Posted by: mindyourknitting | March 24, 2011

Oh, poop

While I ruminate on a much longer post, I wanted to dash off a quick one in an attempt to start posting more often.  Unfortunately for you, the topic that is occupying most of my brain space lately is poop.  Specifically, potty training and how much it sucks for me (but probably more so for Abigail).  We attempted this when Abigail had barely turned two, and quickly realized that she was miles away from being ready for it.  We left the potties (argh, I hate that word – mini-toilet?) hanging around, but a while ago I put everything potty-related away and asked people (specifically, family members) to stop talking to Abigail about it, with the idea that we would take the pressure completely off her for a while then make a fresh start when the time seemed right.

Erik had a few days off last week, so we pulled the potties out of storage and started potty-training in earnest a week ago last Saturday.  We’ve got a potty in every bathroom and one in the basement rec room in front of the TV, and Abigail has been spending a LOT of time with her little butt parked on them. We’ve been rewarding her with stickers for pee, and stickers plus chocolate for poop (how’s THAT for symbolism?).  We’ve tried to make it a positive, “big girl” experience so that she would be excited about it, which worked initially but is now clearly irritating her.  She’s “performed” at other people’s houses as well as ours, and has produced …emissions… of both types in the potty – I understand both of these things (going to the bathroom at someone else’s house and pooping in the toilet) are significant challenges for some kids while toilet training, so I take them to be good signs that perhaps she is ready. 

Abigail is super-excited about her little undies (the My Little Ponies and Strawberry Shortcake graphics help), but less so about the sheer amount of time she’s spent parked in the bathroom.  We read to her, and she can watch TV on one of them, but she now has to be talked into it most of the time.  I don’t quite understand her reluctance, since if I could hide in the bathroom for several hours a day I probably would.  Unfortunately Erik put an end to that when he taught her how to open a door.  Anyway, she’s had good days and bad days, and I’ve been doing a fair amount of laundry.  For those of you in a rush to potty-train your kid, cleaning poop out of underwear is not the same as changing a diaper (it’s waaaay more gross), that’s all I’m saying.  I’m not entirely sure we’re making much progress, but she does have ‘dry days’ when we’re at home, so we’ll see, but we haven’t mastered the art of her telling us before she needs to go, so we are trying to pre-empt accidents by putting her on the potty after meals, upon waking, etc.  I have no idea if this is in fact “training” her or not.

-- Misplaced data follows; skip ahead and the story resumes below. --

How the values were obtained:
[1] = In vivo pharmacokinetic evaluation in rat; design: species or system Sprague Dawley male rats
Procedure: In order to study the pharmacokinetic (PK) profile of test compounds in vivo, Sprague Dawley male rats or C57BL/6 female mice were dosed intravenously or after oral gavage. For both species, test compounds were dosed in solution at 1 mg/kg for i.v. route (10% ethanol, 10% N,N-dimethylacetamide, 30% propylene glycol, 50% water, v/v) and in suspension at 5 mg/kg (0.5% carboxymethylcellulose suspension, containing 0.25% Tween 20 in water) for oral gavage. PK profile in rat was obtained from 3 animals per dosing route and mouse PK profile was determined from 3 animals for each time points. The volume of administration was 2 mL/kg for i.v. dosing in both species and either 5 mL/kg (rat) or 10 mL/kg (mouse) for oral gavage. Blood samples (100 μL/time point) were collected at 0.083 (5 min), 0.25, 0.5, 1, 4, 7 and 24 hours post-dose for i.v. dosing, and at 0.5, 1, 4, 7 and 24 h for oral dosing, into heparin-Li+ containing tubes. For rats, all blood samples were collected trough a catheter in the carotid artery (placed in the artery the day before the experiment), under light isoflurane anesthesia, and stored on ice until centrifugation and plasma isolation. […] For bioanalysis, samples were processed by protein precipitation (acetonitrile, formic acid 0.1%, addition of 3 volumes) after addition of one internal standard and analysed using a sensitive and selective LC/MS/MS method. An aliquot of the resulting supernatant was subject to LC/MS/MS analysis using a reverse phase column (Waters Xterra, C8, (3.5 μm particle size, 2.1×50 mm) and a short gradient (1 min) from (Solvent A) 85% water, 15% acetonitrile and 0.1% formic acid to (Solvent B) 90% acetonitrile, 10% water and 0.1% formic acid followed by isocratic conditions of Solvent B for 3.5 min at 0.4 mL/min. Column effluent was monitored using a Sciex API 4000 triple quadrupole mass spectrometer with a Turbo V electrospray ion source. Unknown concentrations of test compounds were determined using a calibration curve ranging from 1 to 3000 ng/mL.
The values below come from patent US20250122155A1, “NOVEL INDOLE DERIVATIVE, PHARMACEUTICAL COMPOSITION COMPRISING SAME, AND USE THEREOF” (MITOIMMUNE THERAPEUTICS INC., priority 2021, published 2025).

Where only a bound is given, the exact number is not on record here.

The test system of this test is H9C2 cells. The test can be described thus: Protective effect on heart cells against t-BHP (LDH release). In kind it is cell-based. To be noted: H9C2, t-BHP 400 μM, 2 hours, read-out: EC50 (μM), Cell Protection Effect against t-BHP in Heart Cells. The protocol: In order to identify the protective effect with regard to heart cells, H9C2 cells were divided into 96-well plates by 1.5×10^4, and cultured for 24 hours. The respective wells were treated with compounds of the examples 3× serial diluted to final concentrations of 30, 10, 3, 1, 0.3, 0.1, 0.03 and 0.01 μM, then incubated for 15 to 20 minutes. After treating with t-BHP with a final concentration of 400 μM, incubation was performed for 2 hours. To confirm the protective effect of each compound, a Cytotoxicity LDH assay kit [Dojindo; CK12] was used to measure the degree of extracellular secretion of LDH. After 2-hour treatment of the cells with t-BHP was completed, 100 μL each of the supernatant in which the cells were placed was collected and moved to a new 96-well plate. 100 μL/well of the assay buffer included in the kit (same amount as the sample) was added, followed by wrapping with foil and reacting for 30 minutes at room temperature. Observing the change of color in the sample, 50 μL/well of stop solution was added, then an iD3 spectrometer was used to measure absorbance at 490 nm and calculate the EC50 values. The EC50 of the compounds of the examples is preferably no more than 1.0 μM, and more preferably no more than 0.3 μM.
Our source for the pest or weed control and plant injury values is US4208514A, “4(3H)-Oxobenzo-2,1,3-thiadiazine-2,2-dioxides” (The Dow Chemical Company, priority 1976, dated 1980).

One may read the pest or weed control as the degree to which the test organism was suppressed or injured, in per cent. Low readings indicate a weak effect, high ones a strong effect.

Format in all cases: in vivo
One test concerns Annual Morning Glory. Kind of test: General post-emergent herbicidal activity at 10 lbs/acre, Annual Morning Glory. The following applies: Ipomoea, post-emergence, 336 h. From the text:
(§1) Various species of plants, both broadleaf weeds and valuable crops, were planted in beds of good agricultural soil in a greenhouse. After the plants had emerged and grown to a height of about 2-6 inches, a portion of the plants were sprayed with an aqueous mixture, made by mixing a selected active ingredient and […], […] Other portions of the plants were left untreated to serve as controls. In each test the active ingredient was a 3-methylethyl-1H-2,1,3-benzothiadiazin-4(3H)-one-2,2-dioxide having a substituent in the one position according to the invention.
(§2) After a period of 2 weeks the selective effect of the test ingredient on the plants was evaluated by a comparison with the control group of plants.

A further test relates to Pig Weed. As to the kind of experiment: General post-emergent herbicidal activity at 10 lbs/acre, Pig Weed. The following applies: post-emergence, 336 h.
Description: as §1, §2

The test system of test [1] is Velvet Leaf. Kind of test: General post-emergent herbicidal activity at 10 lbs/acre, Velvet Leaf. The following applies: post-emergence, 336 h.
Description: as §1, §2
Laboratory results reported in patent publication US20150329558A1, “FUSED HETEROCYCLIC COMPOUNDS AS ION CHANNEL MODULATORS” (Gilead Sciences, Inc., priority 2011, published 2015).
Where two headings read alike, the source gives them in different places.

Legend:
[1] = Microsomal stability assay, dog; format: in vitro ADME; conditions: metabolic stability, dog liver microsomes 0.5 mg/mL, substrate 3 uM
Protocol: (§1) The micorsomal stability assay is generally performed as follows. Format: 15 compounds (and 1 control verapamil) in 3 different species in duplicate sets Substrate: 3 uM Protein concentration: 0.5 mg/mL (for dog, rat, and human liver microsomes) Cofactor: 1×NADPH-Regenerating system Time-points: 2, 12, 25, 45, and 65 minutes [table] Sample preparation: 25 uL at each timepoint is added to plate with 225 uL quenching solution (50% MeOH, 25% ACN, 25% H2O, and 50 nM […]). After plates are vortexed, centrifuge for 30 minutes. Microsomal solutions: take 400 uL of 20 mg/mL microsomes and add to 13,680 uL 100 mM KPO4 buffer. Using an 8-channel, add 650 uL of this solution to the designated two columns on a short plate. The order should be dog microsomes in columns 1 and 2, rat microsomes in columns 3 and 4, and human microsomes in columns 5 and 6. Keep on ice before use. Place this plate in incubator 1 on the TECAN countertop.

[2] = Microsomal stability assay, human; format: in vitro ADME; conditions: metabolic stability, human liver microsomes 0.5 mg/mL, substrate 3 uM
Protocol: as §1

I recently read something by a psychotherapist, Alyson Schafer, in this book (don’t judge me, I never thought I’d be someone to read parenting books by psychotherapists, but sometimes the tantrums and demands require someone else to provide me with a sober second thought about how we are dealing with them and that her behaviour is totally normal…).  I don’t totally agree with everything Shafer says or advocates, but she equated potty-training with developmental milestones like walking and talking, and I thought it was a brilliant point to make, and one that should be obvious but isn’t really.  There are scads of books on potty-training, but probably none on “training” your children to walk, so perhaps we are wrong-headed in thinking we can “train” our kids to go on the toilet at our urging and that there is such a thing as “success” or “failure” while potty training.  It just happens when the kid is ready, and if it’s not working they are not ready.  Certainly guidance and instruction are required, but if the kid isn’t ready it probably just prolongs the amount of time it takes for the kid to be “trained.”  All this to say we’re working on it, but like everything I do the first time, I have no real clue about whether we’re doing it effectively or not.  Time will tell.  Suggestions accepted in the comments.  It’s amazing how your life gets narrowed down to the most basic functions (theirs) when looking after small children, especially when on maternity leave.  I have to go now, nature calls.

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